Thirty five years after RMIT gave him his first job, Professor Ivan Cole has returned – and brings with him a determination to make a difference through science.
Cole has a confession to make; he’s a second-generation scientist.
The RMIT professor’s desire to use science to improve the lives of individuals and communities was incubated from an early age.
“My father was also scientist and we had books lying around the house like Science for the citizen,” Cole says.
“Since I was a child, partly from my father’s example and partly because of these books, I have been convinced that we can use science to make the world a better place.”
It’s a conviction that drives him today. As Director of RMIT’s Advanced Manufacturing and Fabrication Enabling Capability Platform he oversees a range of research and innovation examining the transformation of materials into products.
One of the biggest potential breakthroughs he is currently working on is nanodot technology. Cole and his colleagues are using it to test whether water is safe to drink.
The nanodots are so tiny that they can be arranged and embedded on a fingernail-sized sensor that can detect heavy metals.
These cheap and sensitive sensors could also help prevent unnecessary suffering.
“In water, heavy metals (including arsenic) can result in reduced growth, cancer, organ and nervous system damage and – in extreme cases – death,” Cole says.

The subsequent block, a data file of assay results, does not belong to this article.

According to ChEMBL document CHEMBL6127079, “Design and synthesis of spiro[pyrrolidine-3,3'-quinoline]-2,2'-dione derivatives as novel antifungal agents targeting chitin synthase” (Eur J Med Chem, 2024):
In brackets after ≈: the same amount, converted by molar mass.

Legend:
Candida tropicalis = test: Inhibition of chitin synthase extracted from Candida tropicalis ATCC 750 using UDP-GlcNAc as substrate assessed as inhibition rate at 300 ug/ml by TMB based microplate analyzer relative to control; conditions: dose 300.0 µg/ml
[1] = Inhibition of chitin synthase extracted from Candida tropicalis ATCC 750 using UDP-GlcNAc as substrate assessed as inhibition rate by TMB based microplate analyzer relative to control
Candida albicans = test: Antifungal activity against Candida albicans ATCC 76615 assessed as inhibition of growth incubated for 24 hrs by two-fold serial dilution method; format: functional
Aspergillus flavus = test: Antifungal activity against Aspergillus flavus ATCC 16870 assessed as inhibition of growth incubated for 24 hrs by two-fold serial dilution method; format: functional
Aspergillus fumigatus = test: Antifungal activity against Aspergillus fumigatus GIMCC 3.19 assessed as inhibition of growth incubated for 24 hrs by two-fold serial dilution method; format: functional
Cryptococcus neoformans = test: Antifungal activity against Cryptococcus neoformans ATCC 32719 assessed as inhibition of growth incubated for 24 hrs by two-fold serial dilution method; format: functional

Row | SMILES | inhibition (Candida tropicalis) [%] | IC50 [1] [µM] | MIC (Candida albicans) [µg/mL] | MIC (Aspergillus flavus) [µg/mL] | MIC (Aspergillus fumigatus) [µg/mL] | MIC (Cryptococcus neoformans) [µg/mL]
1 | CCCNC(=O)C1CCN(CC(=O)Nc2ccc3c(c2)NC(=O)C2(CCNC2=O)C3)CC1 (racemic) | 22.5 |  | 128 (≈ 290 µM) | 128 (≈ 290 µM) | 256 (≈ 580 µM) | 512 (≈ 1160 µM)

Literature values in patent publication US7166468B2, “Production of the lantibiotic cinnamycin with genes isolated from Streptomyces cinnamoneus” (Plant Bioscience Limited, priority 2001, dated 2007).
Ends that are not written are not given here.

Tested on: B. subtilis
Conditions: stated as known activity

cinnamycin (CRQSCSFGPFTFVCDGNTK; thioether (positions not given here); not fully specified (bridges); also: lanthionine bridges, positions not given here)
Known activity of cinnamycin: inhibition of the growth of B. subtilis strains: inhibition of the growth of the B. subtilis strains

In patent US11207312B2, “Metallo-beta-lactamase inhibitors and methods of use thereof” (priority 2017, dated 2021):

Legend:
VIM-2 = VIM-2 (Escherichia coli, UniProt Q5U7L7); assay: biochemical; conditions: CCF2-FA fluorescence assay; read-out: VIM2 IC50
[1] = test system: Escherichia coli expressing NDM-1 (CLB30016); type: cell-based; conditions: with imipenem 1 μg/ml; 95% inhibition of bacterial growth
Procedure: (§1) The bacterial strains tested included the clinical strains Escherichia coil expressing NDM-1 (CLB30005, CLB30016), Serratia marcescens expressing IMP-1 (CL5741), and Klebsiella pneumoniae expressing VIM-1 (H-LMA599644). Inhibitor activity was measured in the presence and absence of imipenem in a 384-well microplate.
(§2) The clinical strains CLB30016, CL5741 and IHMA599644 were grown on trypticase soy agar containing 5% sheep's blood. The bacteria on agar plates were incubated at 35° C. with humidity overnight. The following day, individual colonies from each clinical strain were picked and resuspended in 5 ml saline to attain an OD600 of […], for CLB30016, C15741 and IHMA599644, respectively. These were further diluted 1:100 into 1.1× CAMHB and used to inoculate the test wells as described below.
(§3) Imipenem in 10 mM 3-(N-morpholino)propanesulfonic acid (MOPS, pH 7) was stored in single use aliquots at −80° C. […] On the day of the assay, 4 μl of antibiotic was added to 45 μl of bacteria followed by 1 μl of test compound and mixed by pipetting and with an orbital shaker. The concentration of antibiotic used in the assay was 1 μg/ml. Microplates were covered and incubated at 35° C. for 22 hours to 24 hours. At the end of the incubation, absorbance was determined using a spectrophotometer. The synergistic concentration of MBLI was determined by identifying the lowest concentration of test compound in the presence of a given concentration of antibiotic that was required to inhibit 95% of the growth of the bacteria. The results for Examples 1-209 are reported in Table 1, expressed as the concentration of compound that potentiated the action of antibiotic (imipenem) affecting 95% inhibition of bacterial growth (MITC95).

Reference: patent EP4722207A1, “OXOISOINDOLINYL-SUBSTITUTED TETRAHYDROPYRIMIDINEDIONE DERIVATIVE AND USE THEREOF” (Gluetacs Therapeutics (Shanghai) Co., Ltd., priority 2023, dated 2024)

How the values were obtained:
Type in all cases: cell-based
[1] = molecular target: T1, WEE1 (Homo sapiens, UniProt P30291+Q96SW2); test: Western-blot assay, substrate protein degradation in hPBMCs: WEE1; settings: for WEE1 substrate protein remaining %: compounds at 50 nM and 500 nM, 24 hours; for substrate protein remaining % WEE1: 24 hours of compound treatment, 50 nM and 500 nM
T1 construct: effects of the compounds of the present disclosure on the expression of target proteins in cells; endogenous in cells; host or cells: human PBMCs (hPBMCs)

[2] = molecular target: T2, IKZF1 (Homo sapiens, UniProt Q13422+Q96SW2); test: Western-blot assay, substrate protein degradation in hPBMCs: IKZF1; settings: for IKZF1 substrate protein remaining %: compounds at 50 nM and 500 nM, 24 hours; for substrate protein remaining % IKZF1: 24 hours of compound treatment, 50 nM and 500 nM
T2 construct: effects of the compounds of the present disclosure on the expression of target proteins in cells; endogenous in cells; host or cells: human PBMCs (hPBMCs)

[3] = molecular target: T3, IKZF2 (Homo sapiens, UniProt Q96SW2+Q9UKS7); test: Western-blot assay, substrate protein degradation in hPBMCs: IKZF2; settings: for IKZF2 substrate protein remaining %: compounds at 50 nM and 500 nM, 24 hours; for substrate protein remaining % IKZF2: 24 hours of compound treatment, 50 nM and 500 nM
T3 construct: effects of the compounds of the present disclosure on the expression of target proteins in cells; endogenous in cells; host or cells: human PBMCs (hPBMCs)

“On one of our sensors, you can have 10 nanodots all monitoring different heavy metals and testing the water for dangers to human health.”
The sensors could be used to test drinking water in the home, schools and even hospitals in Australia or more polluted water systems in China.
Part of the sensors’ beauty is their simplicity.
Shining light on the sensor causes the nanodots to fluoresce. The sensor is dipped in water and placed under a cup-sized device. If the colours change it indicates the presence of heavy metals.
“It would give you red or green lights to determine whether the water is drinkable,” Cole says.
Now that basic science is complete and they have entered the testing phase, he expects the sensors to hit the market in three to four years.
“That’s quick for science!” he says.
Cole should know. His celebrated career has seen him win numerous international awards and accolades.
The airline industry, in particular, is grateful to Cole for cracking the mystery of why some planes corrode when others don’t. It’s all connected to aerosol deposition, or how aerosol particles collect and settle on surfaces.
Now that he’s back at RMIT after a long stint at CSIRO, Cole hopes to augment the impressive work already being done here for even greater impact.
“RMIT has fantastic facilities and fantastic scientists who do really good work.
“My vision is that if we all come together we can magnify this work and its impact on local and international communities.”
Story: James Giggacher